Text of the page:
In order to get access to those funds, the candidates first need to qualify with the NYC Campaign Finance Board, which is no easy task. The Campaign Finance Board uses a two-part threshold, which requires candidates to raise both a minimum amount of funds, and a minimum a number of contributions. To qualify as a Mayoral candidate, you would need to raise at least $250,000 from 1,000 unique contributors, which is no easy task. You also need to demonstrate that you are in a competitive election, with credible and reasonably well-funded opponents.

    This qualification process is very effective in sorting out candidates who aren’t serious about their races. And even then, each individual contribution is reviewed carefully by the Campaign Finance Board to screen for fraud, and donations from people doing business with the City, corporations, LLCs, partnerships and and other prohibited contributions.

  1. This program is too expensive.

    While this change will increase the cost of the Campaign Finance Program, it still represents a tiny fraction of the City’s budget which has already been set aside for the public matching fund program. Increased access to these public funds will mean a larger pool of stronger, diverse candidates -- not just those who have access to money, networks or wealthy contributors.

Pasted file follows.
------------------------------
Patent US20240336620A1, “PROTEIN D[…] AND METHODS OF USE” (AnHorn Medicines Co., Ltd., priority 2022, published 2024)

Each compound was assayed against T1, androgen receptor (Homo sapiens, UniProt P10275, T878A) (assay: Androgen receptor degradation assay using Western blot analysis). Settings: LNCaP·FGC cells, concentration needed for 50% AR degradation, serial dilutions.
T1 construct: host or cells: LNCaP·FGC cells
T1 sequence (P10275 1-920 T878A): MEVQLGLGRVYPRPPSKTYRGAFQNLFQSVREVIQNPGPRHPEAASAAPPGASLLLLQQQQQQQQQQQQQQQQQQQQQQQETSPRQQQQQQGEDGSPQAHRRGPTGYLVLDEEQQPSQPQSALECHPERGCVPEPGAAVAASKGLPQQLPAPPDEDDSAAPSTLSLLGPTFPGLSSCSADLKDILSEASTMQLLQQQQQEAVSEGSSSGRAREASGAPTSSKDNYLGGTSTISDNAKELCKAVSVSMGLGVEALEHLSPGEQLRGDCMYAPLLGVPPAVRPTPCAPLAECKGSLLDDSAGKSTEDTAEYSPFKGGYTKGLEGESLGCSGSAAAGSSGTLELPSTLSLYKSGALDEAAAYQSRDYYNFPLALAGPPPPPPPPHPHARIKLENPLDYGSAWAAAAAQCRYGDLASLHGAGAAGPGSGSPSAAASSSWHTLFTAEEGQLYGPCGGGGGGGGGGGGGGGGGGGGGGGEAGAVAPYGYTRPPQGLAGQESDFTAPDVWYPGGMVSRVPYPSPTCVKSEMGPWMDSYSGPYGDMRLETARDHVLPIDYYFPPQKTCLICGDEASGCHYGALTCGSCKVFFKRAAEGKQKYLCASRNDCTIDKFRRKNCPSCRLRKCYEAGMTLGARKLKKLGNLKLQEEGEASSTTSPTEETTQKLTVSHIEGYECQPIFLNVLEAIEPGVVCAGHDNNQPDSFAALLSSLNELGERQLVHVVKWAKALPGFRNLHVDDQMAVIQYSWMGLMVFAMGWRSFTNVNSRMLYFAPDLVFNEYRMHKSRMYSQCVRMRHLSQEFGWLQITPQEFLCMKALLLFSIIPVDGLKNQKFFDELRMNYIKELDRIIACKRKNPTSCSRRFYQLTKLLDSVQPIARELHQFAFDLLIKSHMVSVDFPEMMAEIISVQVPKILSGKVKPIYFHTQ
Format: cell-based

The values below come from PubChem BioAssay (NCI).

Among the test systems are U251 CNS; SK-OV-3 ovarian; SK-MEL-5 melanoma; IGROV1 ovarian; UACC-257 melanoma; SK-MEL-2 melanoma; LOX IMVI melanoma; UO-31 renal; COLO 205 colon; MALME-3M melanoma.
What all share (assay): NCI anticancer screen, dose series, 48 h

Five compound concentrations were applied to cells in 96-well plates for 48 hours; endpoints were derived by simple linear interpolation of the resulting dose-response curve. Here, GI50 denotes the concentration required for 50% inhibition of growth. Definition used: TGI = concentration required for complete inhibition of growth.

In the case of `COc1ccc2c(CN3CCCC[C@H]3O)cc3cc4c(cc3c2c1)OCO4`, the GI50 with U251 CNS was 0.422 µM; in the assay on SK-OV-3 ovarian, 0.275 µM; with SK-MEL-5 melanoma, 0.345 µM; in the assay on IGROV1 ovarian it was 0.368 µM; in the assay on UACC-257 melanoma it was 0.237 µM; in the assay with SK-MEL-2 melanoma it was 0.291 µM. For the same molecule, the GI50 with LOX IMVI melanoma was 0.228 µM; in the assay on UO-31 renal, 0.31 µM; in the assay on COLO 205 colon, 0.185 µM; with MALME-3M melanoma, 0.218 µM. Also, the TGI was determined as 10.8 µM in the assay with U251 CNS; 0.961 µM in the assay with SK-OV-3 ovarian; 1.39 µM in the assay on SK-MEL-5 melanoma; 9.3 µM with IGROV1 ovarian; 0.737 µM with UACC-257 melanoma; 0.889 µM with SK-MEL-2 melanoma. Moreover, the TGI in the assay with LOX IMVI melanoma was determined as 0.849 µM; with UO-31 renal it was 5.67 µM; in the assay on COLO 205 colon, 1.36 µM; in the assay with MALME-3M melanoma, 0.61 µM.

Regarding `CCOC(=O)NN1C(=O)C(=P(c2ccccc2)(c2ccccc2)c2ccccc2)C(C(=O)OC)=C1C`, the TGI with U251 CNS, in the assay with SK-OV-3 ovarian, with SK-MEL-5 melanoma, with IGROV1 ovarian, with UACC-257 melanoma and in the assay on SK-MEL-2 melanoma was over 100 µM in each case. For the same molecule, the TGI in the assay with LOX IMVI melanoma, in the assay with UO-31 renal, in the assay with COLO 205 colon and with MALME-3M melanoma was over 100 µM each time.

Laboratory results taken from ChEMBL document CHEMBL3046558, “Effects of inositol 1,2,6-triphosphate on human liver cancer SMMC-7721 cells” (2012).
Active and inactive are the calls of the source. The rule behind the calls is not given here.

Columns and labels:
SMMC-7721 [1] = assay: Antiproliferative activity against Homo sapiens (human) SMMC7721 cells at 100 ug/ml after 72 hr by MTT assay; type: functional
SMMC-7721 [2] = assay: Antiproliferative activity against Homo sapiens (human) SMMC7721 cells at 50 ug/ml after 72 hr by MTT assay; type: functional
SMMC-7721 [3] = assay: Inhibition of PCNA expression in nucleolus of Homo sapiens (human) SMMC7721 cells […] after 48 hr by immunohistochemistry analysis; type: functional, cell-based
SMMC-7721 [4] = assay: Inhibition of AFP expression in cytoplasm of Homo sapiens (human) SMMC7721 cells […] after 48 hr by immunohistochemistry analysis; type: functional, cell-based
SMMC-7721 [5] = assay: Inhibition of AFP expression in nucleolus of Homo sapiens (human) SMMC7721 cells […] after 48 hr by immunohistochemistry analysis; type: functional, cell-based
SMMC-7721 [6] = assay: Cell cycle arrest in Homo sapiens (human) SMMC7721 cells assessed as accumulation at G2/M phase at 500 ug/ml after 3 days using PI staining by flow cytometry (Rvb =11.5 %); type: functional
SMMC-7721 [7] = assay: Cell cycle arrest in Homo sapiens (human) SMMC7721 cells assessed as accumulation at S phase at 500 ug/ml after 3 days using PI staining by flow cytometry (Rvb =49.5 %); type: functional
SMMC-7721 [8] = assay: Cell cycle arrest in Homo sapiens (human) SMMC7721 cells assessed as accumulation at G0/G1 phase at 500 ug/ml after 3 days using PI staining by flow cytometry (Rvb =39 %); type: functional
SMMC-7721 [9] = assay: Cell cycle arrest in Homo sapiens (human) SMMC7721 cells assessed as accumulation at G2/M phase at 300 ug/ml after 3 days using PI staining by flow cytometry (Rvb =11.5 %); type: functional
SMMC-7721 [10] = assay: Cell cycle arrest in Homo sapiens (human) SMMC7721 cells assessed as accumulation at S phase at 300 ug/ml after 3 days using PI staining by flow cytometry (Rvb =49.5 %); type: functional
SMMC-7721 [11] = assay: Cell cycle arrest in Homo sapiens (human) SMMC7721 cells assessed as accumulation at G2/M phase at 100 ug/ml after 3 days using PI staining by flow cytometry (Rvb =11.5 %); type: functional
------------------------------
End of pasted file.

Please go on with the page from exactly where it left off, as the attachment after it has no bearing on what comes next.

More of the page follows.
Question #2: Civic Engagement

Create a Civic Engagement Commission & Expand Participatory Budgeting City-wide

Strengthening democracy begins with protecting the vote, confronting political violence, and getting money out of politics -- but it cannot end there. If we want our democracy to genuinely be a space where people, across lines of difference, come together to solve problems and make their neighborhoods better, we must to more to deepen and expand New Yorkers sense of civic responsibility (beyond voting and jury duty, if that).